There was no storyline to this chapter which meant, for me at least, that it was a bit of a trudge to get through it. Laws are obviously important and even laws that are no longer enforced or whose current relevancy are debated over must be known when discussing people who did abide them in any sort of context. In other words, it’s a good book to read even if we aren’t going to start living by Levitical law. It’ll help make sense out of the world we’re reading about in upcoming books.
As I read through this book, I occasionally reminded myself of two things:
- One should never judge the message of a book or caliber of it’s characters based on it’s first quarter. Here I mean the entire Bible should not be judged on the beginning. I know people have a tendency to randomly throw verses from any portion at us, but I’m not a believer in picking this message apart. It’s a comprehensive text that gives an overall message, treat it like one.
- I kept going back to that quote from Jefferson Bethke in Jesus > Religion: Why He Is So Much Better Than Trying Harder, Doing More, and Being Good Enough:
The Bible isn’t a rule book. It’s a love letter.
Given that, and what some may say wishful thinking and/or rationalizing as well, I won’t take offense to the many ways that women are left out of the conversation, not even talked to, ostracized or undervalued.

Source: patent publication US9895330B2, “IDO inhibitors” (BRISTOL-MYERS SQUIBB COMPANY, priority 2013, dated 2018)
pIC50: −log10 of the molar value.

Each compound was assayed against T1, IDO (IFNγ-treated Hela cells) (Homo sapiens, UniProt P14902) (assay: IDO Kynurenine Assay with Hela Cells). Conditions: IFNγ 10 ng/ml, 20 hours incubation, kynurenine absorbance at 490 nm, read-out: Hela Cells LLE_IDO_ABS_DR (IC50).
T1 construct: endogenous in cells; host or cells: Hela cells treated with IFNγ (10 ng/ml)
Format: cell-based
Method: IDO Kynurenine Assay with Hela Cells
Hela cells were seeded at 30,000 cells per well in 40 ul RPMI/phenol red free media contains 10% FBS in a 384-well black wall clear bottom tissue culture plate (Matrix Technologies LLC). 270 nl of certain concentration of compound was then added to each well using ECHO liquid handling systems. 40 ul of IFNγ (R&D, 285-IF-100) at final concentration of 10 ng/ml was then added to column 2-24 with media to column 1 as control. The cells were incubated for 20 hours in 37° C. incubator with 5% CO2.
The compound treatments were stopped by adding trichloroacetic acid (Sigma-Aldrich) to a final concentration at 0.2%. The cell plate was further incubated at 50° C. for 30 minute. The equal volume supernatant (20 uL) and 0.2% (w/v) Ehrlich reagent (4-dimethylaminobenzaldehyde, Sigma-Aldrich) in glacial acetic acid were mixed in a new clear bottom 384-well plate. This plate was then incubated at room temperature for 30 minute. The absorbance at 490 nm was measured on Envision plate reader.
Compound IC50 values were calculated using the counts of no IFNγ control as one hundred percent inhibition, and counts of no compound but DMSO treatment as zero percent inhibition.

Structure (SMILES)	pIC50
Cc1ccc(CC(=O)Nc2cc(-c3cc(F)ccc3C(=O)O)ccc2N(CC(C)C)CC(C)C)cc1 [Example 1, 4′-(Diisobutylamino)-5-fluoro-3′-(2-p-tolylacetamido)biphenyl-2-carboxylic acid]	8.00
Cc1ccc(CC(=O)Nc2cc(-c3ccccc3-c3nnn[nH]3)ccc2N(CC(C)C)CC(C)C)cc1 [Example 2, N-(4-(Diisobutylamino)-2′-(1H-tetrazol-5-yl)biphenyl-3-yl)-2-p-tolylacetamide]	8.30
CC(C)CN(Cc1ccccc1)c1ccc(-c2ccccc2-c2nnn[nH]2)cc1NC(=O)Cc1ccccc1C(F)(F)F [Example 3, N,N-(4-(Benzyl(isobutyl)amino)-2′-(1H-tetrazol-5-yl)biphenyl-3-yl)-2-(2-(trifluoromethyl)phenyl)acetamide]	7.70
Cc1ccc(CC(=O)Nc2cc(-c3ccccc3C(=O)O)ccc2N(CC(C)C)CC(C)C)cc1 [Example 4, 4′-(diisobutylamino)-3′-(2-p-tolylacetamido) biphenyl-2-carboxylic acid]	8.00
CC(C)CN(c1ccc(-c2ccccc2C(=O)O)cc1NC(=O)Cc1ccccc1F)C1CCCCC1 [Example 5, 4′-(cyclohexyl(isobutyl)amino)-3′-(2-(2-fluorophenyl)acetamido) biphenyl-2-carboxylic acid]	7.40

Leviticus covers 6 major areas:
- Making sacrifices
- Opening the tent of meeting
- Laws about how to treat each other
- Festivals and rest
As I read through the book, I could see where many refute that Moses was talking to the women. It doesn’t read that way at all. Nevertheless, women were not excluded from abiding the law and it is worded at the beginning of each section as if women are being addressed as well. It left me with a strange voyeuristic feeling, like being in the next room while your friend is being yelled at by her mom about stuff you were doing together.
Aside from the women, this is also the beginning of where we see homosexuality, particularly male homosexuality, being construed as sinful or an abomination. It is the root of that narrative within this story, but like the treatment of women, I am hopeful that it is not where the story ends for this group.